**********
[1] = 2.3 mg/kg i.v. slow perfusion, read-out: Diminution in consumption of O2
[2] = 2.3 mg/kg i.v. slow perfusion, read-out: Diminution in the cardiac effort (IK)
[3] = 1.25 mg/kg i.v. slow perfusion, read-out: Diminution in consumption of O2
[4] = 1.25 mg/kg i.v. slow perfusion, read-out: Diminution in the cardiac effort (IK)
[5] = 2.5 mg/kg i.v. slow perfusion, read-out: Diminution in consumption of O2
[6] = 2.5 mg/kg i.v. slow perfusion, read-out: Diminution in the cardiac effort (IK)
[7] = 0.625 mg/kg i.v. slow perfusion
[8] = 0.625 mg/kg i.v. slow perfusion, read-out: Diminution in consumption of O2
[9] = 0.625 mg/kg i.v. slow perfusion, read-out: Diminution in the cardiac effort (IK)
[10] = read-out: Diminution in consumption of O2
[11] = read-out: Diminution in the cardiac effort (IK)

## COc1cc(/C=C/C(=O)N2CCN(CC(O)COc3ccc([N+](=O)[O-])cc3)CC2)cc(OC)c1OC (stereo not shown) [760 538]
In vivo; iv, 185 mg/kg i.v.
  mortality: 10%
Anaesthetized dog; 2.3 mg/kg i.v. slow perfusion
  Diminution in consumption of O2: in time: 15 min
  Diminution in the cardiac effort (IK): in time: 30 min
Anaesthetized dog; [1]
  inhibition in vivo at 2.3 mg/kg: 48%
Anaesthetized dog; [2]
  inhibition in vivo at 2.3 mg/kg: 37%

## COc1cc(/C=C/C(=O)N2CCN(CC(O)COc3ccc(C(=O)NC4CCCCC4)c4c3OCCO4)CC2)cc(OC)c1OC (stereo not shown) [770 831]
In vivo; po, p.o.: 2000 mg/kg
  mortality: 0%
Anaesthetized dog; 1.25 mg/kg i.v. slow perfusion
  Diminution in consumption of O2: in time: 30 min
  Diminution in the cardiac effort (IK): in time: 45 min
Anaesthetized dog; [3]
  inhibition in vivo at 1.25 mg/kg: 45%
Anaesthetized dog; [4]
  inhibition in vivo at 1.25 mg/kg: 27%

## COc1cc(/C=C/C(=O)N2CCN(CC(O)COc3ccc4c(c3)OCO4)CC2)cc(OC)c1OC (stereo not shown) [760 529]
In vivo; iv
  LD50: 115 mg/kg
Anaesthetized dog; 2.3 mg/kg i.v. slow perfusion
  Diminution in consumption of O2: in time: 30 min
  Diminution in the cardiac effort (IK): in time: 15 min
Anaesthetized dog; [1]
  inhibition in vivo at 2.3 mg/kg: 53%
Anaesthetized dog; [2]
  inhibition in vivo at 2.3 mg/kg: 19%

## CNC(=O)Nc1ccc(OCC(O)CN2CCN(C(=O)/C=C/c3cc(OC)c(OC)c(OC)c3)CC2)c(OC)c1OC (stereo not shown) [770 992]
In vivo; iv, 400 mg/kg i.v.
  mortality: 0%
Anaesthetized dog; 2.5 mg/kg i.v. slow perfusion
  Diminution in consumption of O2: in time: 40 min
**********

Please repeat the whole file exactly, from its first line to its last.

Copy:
[1] = 2.3 mg/kg i.v. slow perfusion, read-out: Diminution in consumption of O2
[2] = 2.3 mg/kg i.v. slow perfusion, read-out: Diminution in the cardiac effort (IK)
[3] = 1.25 mg/kg i.v. slow perfusion, read-out: Diminution in consumption of O2
[4] = 1.25 mg/kg i.v. slow perfusion, read-out: Diminution in the cardiac effort (IK)
[5] = 2.5 mg/kg i.v. slow perfusion, read-out: Diminution in consumption of O2
[6] = 2.5 mg/kg i.v. slow perfusion, read-out: Diminution in the cardiac effort (IK)
[7] = 0.625 mg/kg i.v. slow perfusion
[8] = 0.625 mg/kg i.v. slow perfusion, read-out: Diminution in consumption of O2
[9] = 0.625 mg/kg i.v. slow perfusion, read-out: Diminution in the cardiac effort (IK)
[10] = read-out: Diminution in consumption of O2
[11] = read-out: Diminution in the cardiac effort (IK)

## COc1cc(/C=C/C(=O)N2CCN(CC(O)COc3ccc([N+](=O)[O-])cc3)CC2)cc(OC)c1OC (stereo not shown) [760 538]
In vivo; iv, 185 mg/kg i.v.
  mortality: 10%
Anaesthetized dog; 2.3 mg/kg i.v. slow perfusion
  Diminution in consumption of O2: in time: 15 min
  Diminution in the cardiac effort (IK): in time: 30 min
Anaesthetized dog; [1]
  inhibition in vivo at 2.3 mg/kg: 48%
Anaesthetized dog; [2]
  inhibition in vivo at 2.3 mg/kg: 37%

## COc1cc(/C=C/C(=O)N2CCN(CC(O)COc3ccc(C(=O)NC4CCCCC4)c4c3OCCO4)CC2)cc(OC)c1OC (stereo not shown) [770 831]
In vivo; po, p.o.: 2000 mg/kg
  mortality: 0%
Anaesthetized dog; 1.25 mg/kg i.v. slow perfusion
  Diminution in consumption of O2: in time: 30 min
  Diminution in the cardiac effort (IK): in time: 45 min
Anaesthetized dog; [3]
  inhibition in vivo at 1.25 mg/kg: 45%
Anaesthetized dog; [4]
  inhibition in vivo at 1.25 mg/kg: 27%

## COc1cc(/C=C/C(=O)N2CCN(CC(O)COc3ccc4c(c3)OCO4)CC2)cc(OC)c1OC (stereo not shown) [760 529]
In vivo; iv
  LD50: 115 mg/kg
Anaesthetized dog; 2.3 mg/kg i.v. slow perfusion
  Diminution in consumption of O2: in time: 30 min
  Diminution in the cardiac effort (IK): in time: 15 min
Anaesthetized dog; [1]
  inhibition in vivo at 2.3 mg/kg: 53%
Anaesthetized dog; [2]
  inhibition in vivo at 2.3 mg/kg: 19%

## CNC(=O)Nc1ccc(OCC(O)CN2CCN(C(=O)/C=C/c3cc(OC)c(OC)c(OC)c3)CC2)c(OC)c1OC (stereo not shown) [770 992]
In vivo; iv, 400 mg/kg i.v.
  mortality: 0%
Anaesthetized dog; 2.5 mg/kg i.v. slow perfusion
  Diminution in consumption of O2: in time: 40 min